Facebook and Your Digital Shadow

Category: Facebook

A PR campaign launched to promote a new game from Ubisoft has highlighted the holes that many people leave in their Facebook privacy settings. You can take this inadvertent security test to get an idea of what stalkers and identity thieves might be able to learn about you from your Facebook profile and activity. If the results are unsettling, I have some tips for you on tightening up your privacy settings. Read on!

How Secure Are Your Facebook Privacy Settings?

Do you know the impact that your friends and Facebook apps can have on your privacy? Go to Digital Shadow and click the “log in with Facebook” link. Don’t let the sinister special effects on the site scare you; it’s just part of the mood-setting for the game. Clicking the link will allow the site to pull public information from your Facebook pages and compile a dossier on you.

You’ll learn how vulnerable you are to facial recognition; how closely Facebook can estimate your physical location; which friends you interact with the most; which “friends” are of little significance to you; when you are most active on Facebook; and more about your Facebook activities and relationships. The Digital Shadow app describes how this data can be used to infiltrate your real-world and online lives.

Facebook and Your Digital Shadow

Friends can be vulnerabilities; the more familiar a person is to you, the easier it is to get you to accept an imposter as the real McCoy and persuade you to click on a link to malware, or give the bogus friend sensitive personal information. It’s even easier to impersonate someone with whom you don’t interact very often.

Knowing when you are most active on Facebook tells a hacker when you are connected to the Internet, and that’s when it’s possible to probe your device’s security.

Take Control of Your Facebook Privacy

To review and perhaps tighten up your privacy settings, click on the icon shaped like a closed lock in the upper-right corner of any Facebook page. (On my screen, it's a dark blue icon on a blue background -- a bit hard to notice unless you're looking for it.) A drop-down menu of “privacy shortcuts” will appear.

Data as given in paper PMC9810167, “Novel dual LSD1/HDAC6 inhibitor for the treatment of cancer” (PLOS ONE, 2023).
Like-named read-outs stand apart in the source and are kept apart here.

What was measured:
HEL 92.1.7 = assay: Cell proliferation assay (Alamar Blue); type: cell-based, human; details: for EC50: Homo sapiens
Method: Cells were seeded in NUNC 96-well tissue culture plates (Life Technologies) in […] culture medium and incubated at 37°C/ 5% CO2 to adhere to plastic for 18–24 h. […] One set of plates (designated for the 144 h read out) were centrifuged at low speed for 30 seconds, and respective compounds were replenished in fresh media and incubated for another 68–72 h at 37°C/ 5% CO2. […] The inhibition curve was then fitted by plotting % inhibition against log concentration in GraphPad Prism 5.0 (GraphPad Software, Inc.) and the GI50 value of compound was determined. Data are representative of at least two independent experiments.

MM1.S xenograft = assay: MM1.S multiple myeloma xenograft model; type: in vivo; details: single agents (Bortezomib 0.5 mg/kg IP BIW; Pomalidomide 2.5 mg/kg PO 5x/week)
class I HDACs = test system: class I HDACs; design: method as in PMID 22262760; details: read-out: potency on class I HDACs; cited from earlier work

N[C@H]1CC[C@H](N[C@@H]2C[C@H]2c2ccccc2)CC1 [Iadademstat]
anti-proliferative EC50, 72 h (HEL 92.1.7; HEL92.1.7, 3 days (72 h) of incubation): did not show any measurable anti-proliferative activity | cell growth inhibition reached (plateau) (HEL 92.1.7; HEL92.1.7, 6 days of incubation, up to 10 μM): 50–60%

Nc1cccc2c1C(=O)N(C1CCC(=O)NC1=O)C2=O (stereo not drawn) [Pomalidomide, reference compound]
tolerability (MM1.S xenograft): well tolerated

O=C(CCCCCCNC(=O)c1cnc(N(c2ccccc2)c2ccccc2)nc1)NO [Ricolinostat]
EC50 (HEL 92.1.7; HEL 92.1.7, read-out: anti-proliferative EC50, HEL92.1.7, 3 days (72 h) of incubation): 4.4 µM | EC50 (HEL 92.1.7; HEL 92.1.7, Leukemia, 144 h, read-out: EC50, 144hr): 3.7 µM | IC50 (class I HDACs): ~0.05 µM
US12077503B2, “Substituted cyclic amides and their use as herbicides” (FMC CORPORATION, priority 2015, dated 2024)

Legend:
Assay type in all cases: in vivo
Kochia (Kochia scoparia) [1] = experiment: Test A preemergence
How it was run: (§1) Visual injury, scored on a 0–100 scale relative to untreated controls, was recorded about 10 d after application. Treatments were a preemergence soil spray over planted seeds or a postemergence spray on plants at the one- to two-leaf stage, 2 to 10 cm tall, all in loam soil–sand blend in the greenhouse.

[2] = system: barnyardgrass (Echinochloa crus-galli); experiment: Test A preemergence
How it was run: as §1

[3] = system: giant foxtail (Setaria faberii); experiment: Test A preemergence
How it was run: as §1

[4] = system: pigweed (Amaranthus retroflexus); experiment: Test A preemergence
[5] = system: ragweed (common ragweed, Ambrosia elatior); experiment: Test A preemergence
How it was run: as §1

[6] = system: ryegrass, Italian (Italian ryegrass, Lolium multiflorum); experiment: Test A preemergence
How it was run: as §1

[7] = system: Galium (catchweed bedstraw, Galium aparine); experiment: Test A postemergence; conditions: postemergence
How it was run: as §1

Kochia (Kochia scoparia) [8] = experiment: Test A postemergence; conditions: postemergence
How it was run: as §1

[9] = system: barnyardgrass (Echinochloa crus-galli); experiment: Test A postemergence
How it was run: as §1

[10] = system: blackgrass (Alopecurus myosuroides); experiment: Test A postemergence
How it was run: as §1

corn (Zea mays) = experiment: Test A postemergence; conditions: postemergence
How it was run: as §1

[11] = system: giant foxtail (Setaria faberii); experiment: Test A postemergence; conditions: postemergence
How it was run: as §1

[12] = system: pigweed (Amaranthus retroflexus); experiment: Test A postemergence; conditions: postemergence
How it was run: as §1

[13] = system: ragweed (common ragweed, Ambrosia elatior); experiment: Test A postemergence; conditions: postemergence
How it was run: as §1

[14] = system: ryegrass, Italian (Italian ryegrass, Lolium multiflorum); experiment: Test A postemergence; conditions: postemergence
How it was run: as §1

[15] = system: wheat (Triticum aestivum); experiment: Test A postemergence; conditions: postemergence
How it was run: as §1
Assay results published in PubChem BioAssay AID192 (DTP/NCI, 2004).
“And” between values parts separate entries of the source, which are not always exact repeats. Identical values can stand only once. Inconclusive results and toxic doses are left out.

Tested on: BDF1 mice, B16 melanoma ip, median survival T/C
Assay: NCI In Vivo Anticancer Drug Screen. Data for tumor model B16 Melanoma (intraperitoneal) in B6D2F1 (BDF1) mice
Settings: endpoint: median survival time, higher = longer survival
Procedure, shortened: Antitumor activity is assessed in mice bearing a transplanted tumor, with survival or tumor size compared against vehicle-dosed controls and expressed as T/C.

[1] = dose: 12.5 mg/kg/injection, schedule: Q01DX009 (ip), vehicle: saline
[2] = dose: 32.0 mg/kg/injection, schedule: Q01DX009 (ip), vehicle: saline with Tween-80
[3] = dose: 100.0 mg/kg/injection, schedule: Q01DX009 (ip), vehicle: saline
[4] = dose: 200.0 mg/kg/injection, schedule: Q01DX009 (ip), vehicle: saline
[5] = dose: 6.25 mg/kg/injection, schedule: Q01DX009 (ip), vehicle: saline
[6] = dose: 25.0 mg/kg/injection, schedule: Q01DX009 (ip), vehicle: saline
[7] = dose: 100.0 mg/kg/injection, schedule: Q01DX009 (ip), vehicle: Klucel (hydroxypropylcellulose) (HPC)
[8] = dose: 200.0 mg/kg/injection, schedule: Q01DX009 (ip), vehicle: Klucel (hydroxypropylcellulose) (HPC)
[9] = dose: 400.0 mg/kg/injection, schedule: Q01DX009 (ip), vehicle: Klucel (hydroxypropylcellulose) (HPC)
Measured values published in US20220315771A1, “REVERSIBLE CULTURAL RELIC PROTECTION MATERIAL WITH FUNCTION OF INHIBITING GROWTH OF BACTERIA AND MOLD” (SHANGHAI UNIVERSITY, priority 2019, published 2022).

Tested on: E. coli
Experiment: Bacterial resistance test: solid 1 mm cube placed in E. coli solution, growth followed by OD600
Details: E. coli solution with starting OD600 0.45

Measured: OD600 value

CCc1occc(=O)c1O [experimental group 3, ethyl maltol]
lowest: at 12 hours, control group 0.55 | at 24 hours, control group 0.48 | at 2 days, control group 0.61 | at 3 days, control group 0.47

Click on Who can see my stuff? to review and fine-tune the settings which control what posts, pictures, and profile information you share with the public, friends, friends of friends, and even more exclusive circles that you can create, such as “family” or “coworkers.”

The Use Activity Log link will show you things you've posted or been tagged in, and who can see them.

The View As… option lets you view your Facebook pages as if you were an anonymous member of the general public, not even logged into Facebook. You can also enter the Facebook username of any user to view your pages as that person. After clicking “Who can see my stuff?” you'll see the "View as" link underneath "What do other people see on my timeline?"

Apps, Friends and Friendly Fire

Another good thing to check is the apps that are connected to your account. When adding an app, they can (and do) ask for permission to view all sorts of personal information, including your friend lists, news feed, relationships, birthday, work history, status updates, education history, groups, hometown, interests, current city, photos, religious and political views, follows and followers, your "likes" and even your friends' status updates and photos. Some apps can even post to your Facebook page.

I trust very few Facebook apps, and often remove them after use. (I just did that with the Digital Shadow app.) To see which apps are connected to your Facebook account, and what they are able to view, click this App Settings link. Click Edit to see an app's permissions, or the little "x" to remove the app.

It's a good idea to do a spring cleaning on your friend list, too. Do you really know and care about all of those people? Have you properly limited what those friends can see about you and your Facebook activities?